Stress and Health in First‐Year Law Students: Women Fare Worse

Daniel N. McIntosh, Julie Keywell, Alan Reifman, Phoebe C. Ellsworth

Research output: Contribution to journalArticlepeer-review

23 Scopus citations

Abstract

The social and psychological consequences of being a female law student may include greater stress and worse health than that experienced by male students. First‐year law students at a major state university were surveyed about their physical and psychological health prior to, in the middle of, and at the end of the school year. They were also asked about specific sources of strain (e.g., grades, time pressure) at mid‐year. Relative to men, women reported greater strain due to sexism, lack of free time, and lack of time to spend with one's spouse/partner. Women also displayed more depression and physical symptoms at the end of the year. Partial correlation analyses controlling for baseline health were used to show associations between mid‐year strain and end‐of‐year emotional and physical health. Gender‐role constraints may be more responsible for women's stress than law school per se.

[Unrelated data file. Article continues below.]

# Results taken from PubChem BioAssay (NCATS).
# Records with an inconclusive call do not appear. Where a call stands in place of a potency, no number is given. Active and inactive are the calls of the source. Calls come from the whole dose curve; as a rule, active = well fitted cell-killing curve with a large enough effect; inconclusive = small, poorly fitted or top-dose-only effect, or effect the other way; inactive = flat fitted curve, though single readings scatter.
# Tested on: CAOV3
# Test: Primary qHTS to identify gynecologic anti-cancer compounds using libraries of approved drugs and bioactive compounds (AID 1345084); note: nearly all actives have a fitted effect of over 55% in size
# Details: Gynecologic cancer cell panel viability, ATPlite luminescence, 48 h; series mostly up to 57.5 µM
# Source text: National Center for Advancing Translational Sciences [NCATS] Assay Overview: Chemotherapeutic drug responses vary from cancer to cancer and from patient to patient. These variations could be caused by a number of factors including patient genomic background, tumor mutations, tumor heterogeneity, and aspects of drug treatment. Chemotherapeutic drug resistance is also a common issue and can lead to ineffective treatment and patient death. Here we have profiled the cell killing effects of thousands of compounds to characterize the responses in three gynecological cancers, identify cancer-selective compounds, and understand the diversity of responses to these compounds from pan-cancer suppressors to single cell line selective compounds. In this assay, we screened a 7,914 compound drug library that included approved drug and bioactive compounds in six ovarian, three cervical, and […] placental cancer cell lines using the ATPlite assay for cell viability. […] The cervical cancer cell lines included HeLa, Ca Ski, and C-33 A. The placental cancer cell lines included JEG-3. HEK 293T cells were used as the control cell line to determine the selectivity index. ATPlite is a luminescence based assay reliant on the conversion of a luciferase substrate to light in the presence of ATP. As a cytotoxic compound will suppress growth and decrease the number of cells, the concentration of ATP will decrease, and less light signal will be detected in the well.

Original languageEnglish
Pages (from-to)1474-1497
Number of pages24
JournalJournal of Applied Social Psychology
Volume24
Issue number16
DOIs
StatePublished - Aug 1994

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